Information about Free online courses required for parents or legal guardians of children who participate in any extracurricular athletic activity. 


Brain Injury Association of Massachusetts link to information and video for "Play Smart: Understanding Sports Concussion!


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Tick- Borne Illnesses and Lyme Disease

How can you protect yourself from Ticks?  Click HERE to find out!

Check out the CDC's website for valuable information about Ticks, Prevention and Tick-Borne illness.

Lyme Disease information

The University of Medicine and Dentistry of NJ has developed new educational tools to teach children how to avoid tick-borne diseases and reduce pesticide use. The free tools are posted at the Lyme Disease Association website.

What Is Lyme Disease?
Lyme disease is an infection caused by bacteria called Borrelia burgdorferi.
 
How is it transmitted?
The bacteria are transmitted to people and animals by the bite of an infected black-legged tick, Ixo des scapularis, commonly called the deer tick. Although other types of ticks and some insects have been shown to carry the Lyme bacteria, to date, transmission of Lyme through those vectors has not been proven.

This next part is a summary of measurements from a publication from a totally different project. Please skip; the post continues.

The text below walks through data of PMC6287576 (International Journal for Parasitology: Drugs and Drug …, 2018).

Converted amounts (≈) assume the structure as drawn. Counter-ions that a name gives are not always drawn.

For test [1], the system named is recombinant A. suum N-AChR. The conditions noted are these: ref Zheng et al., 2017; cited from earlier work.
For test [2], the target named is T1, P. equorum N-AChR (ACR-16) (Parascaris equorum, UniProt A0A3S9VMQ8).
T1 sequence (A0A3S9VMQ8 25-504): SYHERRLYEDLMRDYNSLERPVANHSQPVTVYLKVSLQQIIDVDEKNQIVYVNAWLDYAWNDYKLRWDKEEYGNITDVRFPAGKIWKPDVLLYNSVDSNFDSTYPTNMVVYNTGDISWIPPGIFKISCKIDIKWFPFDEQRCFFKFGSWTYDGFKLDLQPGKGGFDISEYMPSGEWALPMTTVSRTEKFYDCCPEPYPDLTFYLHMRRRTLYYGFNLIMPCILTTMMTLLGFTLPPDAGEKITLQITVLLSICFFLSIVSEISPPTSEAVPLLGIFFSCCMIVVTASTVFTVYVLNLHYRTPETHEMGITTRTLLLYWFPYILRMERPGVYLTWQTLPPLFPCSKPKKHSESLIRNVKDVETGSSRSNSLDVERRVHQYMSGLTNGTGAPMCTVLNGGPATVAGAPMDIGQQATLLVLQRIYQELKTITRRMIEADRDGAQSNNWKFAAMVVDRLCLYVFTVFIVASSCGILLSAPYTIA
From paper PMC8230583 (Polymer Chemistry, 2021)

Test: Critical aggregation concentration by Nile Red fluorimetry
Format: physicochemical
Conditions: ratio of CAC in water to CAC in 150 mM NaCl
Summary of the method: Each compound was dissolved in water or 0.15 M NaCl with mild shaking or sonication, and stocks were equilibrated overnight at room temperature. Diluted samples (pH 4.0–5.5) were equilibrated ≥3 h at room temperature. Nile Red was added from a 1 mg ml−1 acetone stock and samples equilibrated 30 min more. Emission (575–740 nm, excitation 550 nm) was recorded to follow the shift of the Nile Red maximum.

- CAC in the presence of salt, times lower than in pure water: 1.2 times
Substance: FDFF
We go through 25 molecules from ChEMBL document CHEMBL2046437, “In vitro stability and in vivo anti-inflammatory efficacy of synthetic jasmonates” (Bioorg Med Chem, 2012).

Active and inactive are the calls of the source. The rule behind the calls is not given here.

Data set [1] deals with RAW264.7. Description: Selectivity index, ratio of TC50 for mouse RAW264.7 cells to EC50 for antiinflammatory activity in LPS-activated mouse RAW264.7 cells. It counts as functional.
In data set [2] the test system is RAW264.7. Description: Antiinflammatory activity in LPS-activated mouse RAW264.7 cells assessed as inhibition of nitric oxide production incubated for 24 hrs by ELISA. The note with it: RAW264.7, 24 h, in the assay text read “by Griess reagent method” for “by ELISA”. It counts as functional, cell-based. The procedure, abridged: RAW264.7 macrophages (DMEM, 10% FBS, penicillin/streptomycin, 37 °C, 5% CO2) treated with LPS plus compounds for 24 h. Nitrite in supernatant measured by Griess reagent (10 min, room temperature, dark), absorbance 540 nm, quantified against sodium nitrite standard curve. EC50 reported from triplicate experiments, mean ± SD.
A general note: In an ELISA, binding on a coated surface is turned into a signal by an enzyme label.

The bacteria can also be passed through the placenta of a pregnant woman to the fetus—congenital transmission.
 
The DNA of the bacteria has been found in breast milk, but no transmission has been proven to date in humans.
 
The Lyme bacteria have been proven to survive blood banking conditions; however, to date, no transmission has
been proven through blood transfusions in humans. Studies have shown transmission through this route in mice in the lab.
 
Check out the Lyme Disease Association's website for great resources and printable materials to educate yourself about Lyme disease and other Tick-Borne Illnesses. 


EEE and West Nile Virus

Residents Reminded to Be Vigilant about Protecting Themselves from Mosquitoes and EEE and West Nile Virus

photo of mosquitoAll residents are urged to continue taking personal precautions to protect against mosquito-borne illnesses, including Eastern Equine Encephalitis (EEE) and West Nile virus (WNV). These include using insect repellent, covering exposed skin when outside, and avoiding outdoor activities between the hours of dusk and dawn, when mosquitoes are at their most active.

Peak times for mosquitoes are from dusk to dawn. Use mosquito repellent any time you are outdoors, but especially during peak times. And remember, being outside even a short time can be long enough to get a mosquito bite. If weather permits, wear long-sleeves, long pants and socks. Use mosquito netting on baby carriages or play yards when your baby is outdoors.

Keep mosquitoes out of your house by making sure screens are repaired and are tightly attached to doors and windows. And prevent mosquitoes from breeding by removing standing water around your house from places like wading pools, recycle bins, and flower pots. Mosquitoes can begin to grow in any puddle or standing water that lasts for more than four days.

Choosing an Effective Repellent